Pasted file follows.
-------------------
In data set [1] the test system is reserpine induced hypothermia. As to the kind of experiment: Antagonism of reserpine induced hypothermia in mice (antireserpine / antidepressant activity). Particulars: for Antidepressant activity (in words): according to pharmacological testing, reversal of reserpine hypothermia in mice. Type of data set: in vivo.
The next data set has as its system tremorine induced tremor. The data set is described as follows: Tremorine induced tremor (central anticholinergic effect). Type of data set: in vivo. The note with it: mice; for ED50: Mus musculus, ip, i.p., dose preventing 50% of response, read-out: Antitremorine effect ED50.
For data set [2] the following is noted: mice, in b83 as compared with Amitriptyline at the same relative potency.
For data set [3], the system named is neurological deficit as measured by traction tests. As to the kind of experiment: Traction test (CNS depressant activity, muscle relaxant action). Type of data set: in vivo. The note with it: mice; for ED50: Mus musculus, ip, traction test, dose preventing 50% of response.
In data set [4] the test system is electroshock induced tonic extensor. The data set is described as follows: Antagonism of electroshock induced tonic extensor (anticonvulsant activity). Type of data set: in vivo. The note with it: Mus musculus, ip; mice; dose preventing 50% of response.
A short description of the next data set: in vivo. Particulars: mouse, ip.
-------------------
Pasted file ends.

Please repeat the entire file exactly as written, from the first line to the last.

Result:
In data set [1] the test system is reserpine induced hypothermia. As to the kind of experiment: Antagonism of reserpine induced hypothermia in mice (antireserpine / antidepressant activity). Particulars: for Antidepressant activity (in words): according to pharmacological testing, reversal of reserpine hypothermia in mice. Type of data set: in vivo.
The next data set has as its system tremorine induced tremor. The data set is described as follows: Tremorine induced tremor (central anticholinergic effect). Type of data set: in vivo. The note with it: mice; for ED50: Mus musculus, ip, i.p., dose preventing 50% of response, read-out: Antitremorine effect ED50.
For data set [2] the following is noted: mice, in b83 as compared with Amitriptyline at the same relative potency.
For data set [3], the system named is neurological deficit as measured by traction tests. As to the kind of experiment: Traction test (CNS depressant activity, muscle relaxant action). Type of data set: in vivo. The note with it: mice; for ED50: Mus musculus, ip, traction test, dose preventing 50% of response.
In data set [4] the test system is electroshock induced tonic extensor. The data set is described as follows: Antagonism of electroshock induced tonic extensor (anticonvulsant activity). Type of data set: in vivo. The note with it: Mus musculus, ip; mice; dose preventing 50% of response.
A short description of the next data set: in vivo. Particulars: mouse, ip.